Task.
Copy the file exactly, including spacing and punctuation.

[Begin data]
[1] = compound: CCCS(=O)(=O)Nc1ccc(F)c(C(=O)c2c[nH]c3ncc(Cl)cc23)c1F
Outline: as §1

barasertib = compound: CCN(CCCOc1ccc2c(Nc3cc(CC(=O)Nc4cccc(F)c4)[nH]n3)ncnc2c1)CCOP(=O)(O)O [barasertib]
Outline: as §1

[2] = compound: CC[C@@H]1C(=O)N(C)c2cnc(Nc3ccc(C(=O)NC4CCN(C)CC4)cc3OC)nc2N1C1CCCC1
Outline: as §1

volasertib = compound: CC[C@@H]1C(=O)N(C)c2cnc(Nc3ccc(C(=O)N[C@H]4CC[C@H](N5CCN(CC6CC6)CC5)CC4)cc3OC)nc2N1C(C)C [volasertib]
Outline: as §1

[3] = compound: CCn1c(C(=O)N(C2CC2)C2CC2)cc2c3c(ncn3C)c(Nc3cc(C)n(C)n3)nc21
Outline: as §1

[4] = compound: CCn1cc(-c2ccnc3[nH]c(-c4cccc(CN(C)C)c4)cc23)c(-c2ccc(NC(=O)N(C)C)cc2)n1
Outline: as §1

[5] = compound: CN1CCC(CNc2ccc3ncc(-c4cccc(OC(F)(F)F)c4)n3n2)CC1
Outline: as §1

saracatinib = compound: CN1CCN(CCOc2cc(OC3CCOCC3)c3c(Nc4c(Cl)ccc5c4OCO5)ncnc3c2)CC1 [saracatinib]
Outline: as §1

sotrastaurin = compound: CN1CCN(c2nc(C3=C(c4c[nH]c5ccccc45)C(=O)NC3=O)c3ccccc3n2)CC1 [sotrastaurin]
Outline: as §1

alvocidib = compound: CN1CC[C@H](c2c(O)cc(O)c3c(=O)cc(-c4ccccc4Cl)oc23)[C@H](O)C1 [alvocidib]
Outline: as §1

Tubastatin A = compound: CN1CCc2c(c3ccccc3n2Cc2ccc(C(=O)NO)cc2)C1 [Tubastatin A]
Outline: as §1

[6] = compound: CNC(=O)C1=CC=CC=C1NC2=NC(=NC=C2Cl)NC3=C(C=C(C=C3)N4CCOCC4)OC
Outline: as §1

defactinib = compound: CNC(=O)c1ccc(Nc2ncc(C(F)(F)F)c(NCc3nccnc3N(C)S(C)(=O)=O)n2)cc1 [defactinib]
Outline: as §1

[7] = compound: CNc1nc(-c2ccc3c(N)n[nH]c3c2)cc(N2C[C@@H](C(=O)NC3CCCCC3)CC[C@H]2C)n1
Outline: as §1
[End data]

[1] = compound: CCCS(=O)(=O)Nc1ccc(F)c(C(=O)c2c[nH]c3ncc(Cl)cc23)c1F
Outline: as §1

barasertib = compound: CCN(CCCOc1ccc2c(Nc3cc(CC(=O)Nc4cccc(F)c4)[nH]n3)ncnc2c1)CCOP(=O)(O)O [barasertib]
Outline: as §1

[2] = compound: CC[C@@H]1C(=O)N(C)c2cnc(Nc3ccc(C(=O)NC4CCN(C)CC4)cc3OC)nc2N1C1CCCC1
Outline: as §1

volasertib = compound: CC[C@@H]1C(=O)N(C)c2cnc(Nc3ccc(C(=O)N[C@H]4CC[C@H](N5CCN(CC6CC6)CC5)CC4)cc3OC)nc2N1C(C)C [volasertib]
Outline: as §1

[3] = compound: CCn1c(C(=O)N(C2CC2)C2CC2)cc2c3c(ncn3C)c(Nc3cc(C)n(C)n3)nc21
Outline: as §1

[4] = compound: CCn1cc(-c2ccnc3[nH]c(-c4cccc(CN(C)C)c4)cc23)c(-c2ccc(NC(=O)N(C)C)cc2)n1
Outline: as §1

[5] = compound: CN1CCC(CNc2ccc3ncc(-c4cccc(OC(F)(F)F)c4)n3n2)CC1
Outline: as §1

saracatinib = compound: CN1CCN(CCOc2cc(OC3CCOCC3)c3c(Nc4c(Cl)ccc5c4OCO5)ncnc3c2)CC1 [saracatinib]
Outline: as §1

sotrastaurin = compound: CN1CCN(c2nc(C3=C(c4c[nH]c5ccccc45)C(=O)NC3=O)c3ccccc3n2)CC1 [sotrastaurin]
Outline: as §1

alvocidib = compound: CN1CC[C@H](c2c(O)cc(O)c3c(=O)cc(-c4ccccc4Cl)oc23)[C@H](O)C1 [alvocidib]
Outline: as §1

Tubastatin A = compound: CN1CCc2c(c3ccccc3n2Cc2ccc(C(=O)NO)cc2)C1 [Tubastatin A]
Outline: as §1

[6] = compound: CNC(=O)C1=CC=CC=C1NC2=NC(=NC=C2Cl)NC3=C(C=C(C=C3)N4CCOCC4)OC
Outline: as §1

defactinib = compound: CNC(=O)c1ccc(Nc2ncc(C(F)(F)F)c(NCc3nccnc3N(C)S(C)(=O)=O)n2)cc1 [defactinib]
Outline: as §1

[7] = compound: CNc1nc(-c2ccc3c(N)n[nH]c3c2)cc(N2C[C@@H](C(=O)NC3CCCCC3)CC[C@H]2C)n1
Outline: as §1